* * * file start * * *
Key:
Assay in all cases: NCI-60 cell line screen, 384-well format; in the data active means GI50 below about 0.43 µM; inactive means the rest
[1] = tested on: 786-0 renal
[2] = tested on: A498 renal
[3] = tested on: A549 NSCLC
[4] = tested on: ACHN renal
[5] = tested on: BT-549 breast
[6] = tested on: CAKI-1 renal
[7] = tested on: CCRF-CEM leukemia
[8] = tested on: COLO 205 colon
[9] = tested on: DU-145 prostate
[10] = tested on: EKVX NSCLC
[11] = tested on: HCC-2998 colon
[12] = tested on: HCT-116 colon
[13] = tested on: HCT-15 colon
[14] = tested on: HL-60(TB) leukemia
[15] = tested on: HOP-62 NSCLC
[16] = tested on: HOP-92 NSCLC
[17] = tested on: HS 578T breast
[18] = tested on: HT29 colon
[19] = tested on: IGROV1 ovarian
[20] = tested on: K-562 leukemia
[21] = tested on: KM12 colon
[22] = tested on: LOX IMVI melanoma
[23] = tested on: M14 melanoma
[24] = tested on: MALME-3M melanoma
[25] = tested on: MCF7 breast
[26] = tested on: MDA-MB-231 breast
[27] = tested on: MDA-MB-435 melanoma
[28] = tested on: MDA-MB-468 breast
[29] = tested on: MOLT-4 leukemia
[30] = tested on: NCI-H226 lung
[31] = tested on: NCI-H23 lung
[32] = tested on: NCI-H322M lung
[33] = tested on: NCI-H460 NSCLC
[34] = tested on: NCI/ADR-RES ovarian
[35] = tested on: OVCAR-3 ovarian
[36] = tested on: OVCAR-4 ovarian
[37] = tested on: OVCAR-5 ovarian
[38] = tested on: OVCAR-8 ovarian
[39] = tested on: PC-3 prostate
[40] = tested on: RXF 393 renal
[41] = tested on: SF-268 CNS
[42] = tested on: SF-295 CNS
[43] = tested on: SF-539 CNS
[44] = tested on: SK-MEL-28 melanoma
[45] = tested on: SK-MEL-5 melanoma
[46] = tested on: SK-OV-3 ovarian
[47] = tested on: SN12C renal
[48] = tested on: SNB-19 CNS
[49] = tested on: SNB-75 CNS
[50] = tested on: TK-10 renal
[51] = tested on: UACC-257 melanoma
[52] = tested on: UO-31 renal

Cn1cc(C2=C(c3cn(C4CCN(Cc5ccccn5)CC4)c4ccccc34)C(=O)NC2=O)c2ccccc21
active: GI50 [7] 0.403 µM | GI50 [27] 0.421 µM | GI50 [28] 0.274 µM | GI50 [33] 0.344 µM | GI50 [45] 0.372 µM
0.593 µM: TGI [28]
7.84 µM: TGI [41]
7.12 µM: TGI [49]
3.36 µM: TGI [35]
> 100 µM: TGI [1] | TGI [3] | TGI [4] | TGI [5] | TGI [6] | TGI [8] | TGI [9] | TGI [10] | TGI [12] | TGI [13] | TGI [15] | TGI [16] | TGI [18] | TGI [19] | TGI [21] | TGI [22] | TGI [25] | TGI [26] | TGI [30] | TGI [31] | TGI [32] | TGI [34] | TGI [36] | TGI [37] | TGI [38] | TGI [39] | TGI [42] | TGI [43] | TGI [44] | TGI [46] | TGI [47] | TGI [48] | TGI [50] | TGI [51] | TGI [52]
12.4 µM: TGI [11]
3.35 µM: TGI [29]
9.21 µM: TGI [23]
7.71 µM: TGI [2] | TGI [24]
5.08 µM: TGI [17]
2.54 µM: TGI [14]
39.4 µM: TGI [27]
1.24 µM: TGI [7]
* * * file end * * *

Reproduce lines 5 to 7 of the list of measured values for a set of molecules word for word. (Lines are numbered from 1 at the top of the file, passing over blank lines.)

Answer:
[3] = tested on: A549 NSCLC
[4] = tested on: ACHN renal
[5] = tested on: BT-549 breast